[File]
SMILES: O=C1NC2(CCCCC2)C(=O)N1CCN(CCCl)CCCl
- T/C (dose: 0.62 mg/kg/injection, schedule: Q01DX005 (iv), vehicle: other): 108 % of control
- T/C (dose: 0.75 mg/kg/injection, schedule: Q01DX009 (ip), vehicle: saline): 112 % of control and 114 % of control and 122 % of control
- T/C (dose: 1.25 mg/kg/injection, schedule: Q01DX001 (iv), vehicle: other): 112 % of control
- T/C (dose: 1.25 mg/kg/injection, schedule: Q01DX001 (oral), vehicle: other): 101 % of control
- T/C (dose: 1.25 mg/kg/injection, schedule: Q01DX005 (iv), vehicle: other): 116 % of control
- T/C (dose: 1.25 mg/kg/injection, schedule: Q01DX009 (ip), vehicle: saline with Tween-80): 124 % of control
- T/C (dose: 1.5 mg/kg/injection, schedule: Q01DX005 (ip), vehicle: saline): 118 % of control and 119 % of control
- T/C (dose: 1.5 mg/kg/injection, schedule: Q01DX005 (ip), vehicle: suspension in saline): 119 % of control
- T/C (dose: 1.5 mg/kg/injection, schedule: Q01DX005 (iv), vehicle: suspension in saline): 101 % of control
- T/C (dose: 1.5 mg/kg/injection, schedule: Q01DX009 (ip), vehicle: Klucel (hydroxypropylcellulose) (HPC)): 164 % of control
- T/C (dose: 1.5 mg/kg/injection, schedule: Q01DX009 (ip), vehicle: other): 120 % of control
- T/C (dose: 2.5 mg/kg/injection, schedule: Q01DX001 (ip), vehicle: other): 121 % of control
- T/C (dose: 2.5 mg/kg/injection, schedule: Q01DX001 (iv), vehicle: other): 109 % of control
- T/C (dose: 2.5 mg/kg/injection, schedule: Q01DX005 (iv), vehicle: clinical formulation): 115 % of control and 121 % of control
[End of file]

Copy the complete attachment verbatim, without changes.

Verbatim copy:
SMILES: O=C1NC2(CCCCC2)C(=O)N1CCN(CCCl)CCCl
- T/C (dose: 0.62 mg/kg/injection, schedule: Q01DX005 (iv), vehicle: other): 108 % of control
- T/C (dose: 0.75 mg/kg/injection, schedule: Q01DX009 (ip), vehicle: saline): 112 % of control and 114 % of control and 122 % of control
- T/C (dose: 1.25 mg/kg/injection, schedule: Q01DX001 (iv), vehicle: other): 112 % of control
- T/C (dose: 1.25 mg/kg/injection, schedule: Q01DX001 (oral), vehicle: other): 101 % of control
- T/C (dose: 1.25 mg/kg/injection, schedule: Q01DX005 (iv), vehicle: other): 116 % of control
- T/C (dose: 1.25 mg/kg/injection, schedule: Q01DX009 (ip), vehicle: saline with Tween-80): 124 % of control
- T/C (dose: 1.5 mg/kg/injection, schedule: Q01DX005 (ip), vehicle: saline): 118 % of control and 119 % of control
- T/C (dose: 1.5 mg/kg/injection, schedule: Q01DX005 (ip), vehicle: suspension in saline): 119 % of control
- T/C (dose: 1.5 mg/kg/injection, schedule: Q01DX005 (iv), vehicle: suspension in saline): 101 % of control
- T/C (dose: 1.5 mg/kg/injection, schedule: Q01DX009 (ip), vehicle: Klucel (hydroxypropylcellulose) (HPC)): 164 % of control
- T/C (dose: 1.5 mg/kg/injection, schedule: Q01DX009 (ip), vehicle: other): 120 % of control
- T/C (dose: 2.5 mg/kg/injection, schedule: Q01DX001 (ip), vehicle: other): 121 % of control
- T/C (dose: 2.5 mg/kg/injection, schedule: Q01DX001 (iv), vehicle: other): 109 % of control
- T/C (dose: 2.5 mg/kg/injection, schedule: Q01DX005 (iv), vehicle: clinical formulation): 115 % of control and 121 % of control